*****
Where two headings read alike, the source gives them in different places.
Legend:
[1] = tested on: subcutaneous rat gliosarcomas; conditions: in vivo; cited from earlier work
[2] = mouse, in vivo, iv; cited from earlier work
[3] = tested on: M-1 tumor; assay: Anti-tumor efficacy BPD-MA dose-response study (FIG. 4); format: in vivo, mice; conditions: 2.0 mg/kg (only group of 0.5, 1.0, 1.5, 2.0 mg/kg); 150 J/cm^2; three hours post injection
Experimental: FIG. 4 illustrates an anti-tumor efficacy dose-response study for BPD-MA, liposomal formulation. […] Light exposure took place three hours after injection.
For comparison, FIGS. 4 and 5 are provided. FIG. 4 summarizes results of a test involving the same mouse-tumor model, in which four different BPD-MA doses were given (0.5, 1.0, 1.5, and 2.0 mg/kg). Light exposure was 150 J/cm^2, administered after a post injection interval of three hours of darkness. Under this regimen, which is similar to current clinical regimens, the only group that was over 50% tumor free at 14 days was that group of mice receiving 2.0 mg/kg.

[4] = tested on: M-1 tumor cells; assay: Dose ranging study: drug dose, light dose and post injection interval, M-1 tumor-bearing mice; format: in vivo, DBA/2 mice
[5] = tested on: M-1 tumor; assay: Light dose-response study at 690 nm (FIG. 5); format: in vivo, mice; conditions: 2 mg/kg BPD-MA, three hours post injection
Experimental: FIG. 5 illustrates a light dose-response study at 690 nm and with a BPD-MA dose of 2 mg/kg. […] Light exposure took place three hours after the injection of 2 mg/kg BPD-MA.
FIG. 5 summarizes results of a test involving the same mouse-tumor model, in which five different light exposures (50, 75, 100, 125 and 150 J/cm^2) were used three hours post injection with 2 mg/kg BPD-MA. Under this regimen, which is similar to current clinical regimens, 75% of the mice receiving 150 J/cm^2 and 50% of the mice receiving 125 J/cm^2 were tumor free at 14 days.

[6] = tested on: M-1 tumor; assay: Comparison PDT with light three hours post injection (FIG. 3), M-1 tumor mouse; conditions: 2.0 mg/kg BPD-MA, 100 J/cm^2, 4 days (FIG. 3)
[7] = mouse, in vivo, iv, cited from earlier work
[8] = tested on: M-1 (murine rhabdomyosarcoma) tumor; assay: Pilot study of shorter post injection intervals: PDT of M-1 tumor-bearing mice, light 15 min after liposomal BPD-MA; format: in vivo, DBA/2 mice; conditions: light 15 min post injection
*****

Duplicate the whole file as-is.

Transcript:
Where two headings read alike, the source gives them in different places.
Legend:
[1] = tested on: subcutaneous rat gliosarcomas; conditions: in vivo; cited from earlier work
[2] = mouse, in vivo, iv; cited from earlier work
[3] = tested on: M-1 tumor; assay: Anti-tumor efficacy BPD-MA dose-response study (FIG. 4); format: in vivo, mice; conditions: 2.0 mg/kg (only group of 0.5, 1.0, 1.5, 2.0 mg/kg); 150 J/cm^2; three hours post injection
Experimental: FIG. 4 illustrates an anti-tumor efficacy dose-response study for BPD-MA, liposomal formulation. […] Light exposure took place three hours after injection.
For comparison, FIGS. 4 and 5 are provided. FIG. 4 summarizes results of a test involving the same mouse-tumor model, in which four different BPD-MA doses were given (0.5, 1.0, 1.5, and 2.0 mg/kg). Light exposure was 150 J/cm^2, administered after a post injection interval of three hours of darkness. Under this regimen, which is similar to current clinical regimens, the only group that was over 50% tumor free at 14 days was that group of mice receiving 2.0 mg/kg.

[4] = tested on: M-1 tumor cells; assay: Dose ranging study: drug dose, light dose and post injection interval, M-1 tumor-bearing mice; format: in vivo, DBA/2 mice
[5] = tested on: M-1 tumor; assay: Light dose-response study at 690 nm (FIG. 5); format: in vivo, mice; conditions: 2 mg/kg BPD-MA, three hours post injection
Experimental: FIG. 5 illustrates a light dose-response study at 690 nm and with a BPD-MA dose of 2 mg/kg. […] Light exposure took place three hours after the injection of 2 mg/kg BPD-MA.
FIG. 5 summarizes results of a test involving the same mouse-tumor model, in which five different light exposures (50, 75, 100, 125 and 150 J/cm^2) were used three hours post injection with 2 mg/kg BPD-MA. Under this regimen, which is similar to current clinical regimens, 75% of the mice receiving 150 J/cm^2 and 50% of the mice receiving 125 J/cm^2 were tumor free at 14 days.

[6] = tested on: M-1 tumor; assay: Comparison PDT with light three hours post injection (FIG. 3), M-1 tumor mouse; conditions: 2.0 mg/kg BPD-MA, 100 J/cm^2, 4 days (FIG. 3)
[7] = mouse, in vivo, iv, cited from earlier work
[8] = tested on: M-1 (murine rhabdomyosarcoma) tumor; assay: Pilot study of shorter post injection intervals: PDT of M-1 tumor-bearing mice, light 15 min after liposomal BPD-MA; format: in vivo, DBA/2 mice; conditions: light 15 min post injection